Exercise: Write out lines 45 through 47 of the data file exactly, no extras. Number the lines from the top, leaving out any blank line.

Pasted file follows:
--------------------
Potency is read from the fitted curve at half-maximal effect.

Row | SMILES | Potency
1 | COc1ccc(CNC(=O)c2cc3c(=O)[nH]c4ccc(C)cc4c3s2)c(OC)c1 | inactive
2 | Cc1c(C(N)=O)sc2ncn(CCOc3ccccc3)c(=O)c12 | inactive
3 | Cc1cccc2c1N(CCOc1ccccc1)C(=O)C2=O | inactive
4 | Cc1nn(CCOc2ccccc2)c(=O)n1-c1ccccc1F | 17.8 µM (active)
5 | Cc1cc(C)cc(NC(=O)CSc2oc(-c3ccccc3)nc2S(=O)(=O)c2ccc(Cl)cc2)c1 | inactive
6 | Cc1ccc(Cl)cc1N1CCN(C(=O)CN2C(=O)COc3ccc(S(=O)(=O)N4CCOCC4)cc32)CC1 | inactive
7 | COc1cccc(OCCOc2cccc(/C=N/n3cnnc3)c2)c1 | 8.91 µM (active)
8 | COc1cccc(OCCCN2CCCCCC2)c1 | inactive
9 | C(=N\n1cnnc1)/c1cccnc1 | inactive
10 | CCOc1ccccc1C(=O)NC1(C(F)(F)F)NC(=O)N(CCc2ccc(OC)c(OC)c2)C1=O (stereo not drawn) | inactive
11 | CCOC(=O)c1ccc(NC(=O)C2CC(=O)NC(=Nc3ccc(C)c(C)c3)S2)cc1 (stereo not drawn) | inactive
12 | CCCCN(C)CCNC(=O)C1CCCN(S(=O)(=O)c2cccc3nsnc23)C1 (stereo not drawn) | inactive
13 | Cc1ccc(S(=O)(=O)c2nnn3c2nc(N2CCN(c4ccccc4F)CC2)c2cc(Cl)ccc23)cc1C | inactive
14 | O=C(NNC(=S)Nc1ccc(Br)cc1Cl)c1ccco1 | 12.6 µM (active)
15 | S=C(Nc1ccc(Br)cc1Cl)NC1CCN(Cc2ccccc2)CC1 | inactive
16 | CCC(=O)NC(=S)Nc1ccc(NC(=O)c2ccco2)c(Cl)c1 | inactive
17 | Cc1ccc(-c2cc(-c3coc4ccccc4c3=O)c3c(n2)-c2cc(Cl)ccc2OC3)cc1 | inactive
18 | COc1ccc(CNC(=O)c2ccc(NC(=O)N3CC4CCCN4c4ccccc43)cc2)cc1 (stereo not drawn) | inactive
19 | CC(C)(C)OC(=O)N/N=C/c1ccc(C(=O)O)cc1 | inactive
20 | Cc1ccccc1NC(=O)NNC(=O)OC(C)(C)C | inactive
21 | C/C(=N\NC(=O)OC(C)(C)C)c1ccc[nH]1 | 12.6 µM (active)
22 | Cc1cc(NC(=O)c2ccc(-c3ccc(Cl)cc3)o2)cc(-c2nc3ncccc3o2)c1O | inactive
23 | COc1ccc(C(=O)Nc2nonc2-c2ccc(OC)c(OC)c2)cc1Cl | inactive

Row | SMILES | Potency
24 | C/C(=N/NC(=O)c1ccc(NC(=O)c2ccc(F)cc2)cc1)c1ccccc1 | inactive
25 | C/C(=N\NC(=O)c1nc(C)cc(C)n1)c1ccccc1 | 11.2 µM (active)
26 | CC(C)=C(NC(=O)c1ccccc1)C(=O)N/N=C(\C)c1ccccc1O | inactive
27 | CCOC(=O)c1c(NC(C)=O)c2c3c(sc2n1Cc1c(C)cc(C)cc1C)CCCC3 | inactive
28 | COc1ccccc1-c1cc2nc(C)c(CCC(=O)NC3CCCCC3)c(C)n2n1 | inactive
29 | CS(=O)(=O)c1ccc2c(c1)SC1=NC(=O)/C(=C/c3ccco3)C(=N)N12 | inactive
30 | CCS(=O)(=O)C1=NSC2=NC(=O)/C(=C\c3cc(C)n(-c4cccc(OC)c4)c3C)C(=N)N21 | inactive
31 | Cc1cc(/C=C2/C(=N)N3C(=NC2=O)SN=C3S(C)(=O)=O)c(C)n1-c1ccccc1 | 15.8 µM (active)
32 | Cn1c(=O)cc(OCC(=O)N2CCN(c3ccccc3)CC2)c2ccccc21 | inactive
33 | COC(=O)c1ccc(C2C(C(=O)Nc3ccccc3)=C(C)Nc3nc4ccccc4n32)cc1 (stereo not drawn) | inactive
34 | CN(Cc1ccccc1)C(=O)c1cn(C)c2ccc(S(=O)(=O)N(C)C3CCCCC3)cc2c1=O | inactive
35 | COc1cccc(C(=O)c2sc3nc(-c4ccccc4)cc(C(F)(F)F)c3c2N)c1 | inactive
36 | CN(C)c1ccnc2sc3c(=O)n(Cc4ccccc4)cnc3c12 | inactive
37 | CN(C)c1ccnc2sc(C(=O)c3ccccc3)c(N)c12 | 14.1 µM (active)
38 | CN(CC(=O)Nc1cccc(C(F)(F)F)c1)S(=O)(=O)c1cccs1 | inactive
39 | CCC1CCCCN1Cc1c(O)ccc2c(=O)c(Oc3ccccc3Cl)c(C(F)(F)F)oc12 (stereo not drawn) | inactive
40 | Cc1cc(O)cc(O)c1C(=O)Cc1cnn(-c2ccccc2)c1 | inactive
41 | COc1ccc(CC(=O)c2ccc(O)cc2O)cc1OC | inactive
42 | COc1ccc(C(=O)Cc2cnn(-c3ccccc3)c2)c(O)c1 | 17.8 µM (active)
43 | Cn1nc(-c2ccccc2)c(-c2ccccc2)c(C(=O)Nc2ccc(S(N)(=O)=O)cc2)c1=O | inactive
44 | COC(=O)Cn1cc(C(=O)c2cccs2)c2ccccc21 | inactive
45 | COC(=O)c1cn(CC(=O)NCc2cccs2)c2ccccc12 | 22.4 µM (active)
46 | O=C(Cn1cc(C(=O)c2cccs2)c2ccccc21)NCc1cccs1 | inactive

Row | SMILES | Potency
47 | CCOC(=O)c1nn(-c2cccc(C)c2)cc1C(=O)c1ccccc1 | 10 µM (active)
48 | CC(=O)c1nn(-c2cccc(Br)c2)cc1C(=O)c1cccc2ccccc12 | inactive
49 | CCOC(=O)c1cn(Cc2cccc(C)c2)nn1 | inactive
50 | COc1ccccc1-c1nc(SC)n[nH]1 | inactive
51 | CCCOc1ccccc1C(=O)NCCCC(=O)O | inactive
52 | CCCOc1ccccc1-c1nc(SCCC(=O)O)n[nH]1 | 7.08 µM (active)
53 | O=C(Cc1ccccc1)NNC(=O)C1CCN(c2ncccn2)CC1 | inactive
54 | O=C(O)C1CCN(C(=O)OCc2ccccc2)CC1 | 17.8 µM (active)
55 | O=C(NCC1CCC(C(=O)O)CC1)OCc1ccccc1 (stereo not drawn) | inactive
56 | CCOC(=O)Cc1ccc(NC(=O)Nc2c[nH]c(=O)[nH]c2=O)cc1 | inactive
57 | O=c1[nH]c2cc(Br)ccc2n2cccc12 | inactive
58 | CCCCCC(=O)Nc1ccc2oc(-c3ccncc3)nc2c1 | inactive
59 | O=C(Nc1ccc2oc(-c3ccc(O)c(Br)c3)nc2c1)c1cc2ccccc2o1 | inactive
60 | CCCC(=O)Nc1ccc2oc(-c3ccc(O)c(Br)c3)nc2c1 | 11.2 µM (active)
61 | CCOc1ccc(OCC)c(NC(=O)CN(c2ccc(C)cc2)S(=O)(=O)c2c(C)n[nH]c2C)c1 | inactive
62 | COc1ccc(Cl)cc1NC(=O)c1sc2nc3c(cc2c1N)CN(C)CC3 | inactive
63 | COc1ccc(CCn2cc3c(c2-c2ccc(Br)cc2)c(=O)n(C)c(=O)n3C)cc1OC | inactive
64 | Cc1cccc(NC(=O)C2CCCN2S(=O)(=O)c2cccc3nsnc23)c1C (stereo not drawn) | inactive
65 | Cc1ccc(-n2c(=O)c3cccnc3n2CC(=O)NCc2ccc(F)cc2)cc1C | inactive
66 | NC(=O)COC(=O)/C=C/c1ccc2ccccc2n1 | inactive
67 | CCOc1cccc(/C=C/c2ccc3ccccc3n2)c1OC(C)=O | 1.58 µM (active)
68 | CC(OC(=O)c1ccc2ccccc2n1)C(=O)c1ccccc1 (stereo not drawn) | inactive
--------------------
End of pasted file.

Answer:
42 | COc1ccc(C(=O)Cc2cnn(-c3ccccc3)c2)c(O)c1 | 17.8 µM (active)
43 | Cn1nc(-c2ccccc2)c(-c2ccccc2)c(C(=O)Nc2ccc(S(N)(=O)=O)cc2)c1=O | inactive
44 | COC(=O)Cn1cc(C(=O)c2cccs2)c2ccccc21 | inactive